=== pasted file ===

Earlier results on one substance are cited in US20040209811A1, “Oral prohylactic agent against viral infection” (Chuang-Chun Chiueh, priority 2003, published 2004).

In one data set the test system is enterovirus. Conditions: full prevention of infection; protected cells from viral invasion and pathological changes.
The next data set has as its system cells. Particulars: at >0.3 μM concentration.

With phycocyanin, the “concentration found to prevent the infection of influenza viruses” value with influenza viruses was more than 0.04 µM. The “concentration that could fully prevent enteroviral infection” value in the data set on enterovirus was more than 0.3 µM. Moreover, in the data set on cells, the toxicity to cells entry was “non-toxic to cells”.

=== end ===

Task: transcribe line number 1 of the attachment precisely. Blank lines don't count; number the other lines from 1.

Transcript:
Earlier results on one substance are cited in US20040209811A1, “Oral prohylactic agent against viral infection” (Chuang-Chun Chiueh, priority 2003, published 2004).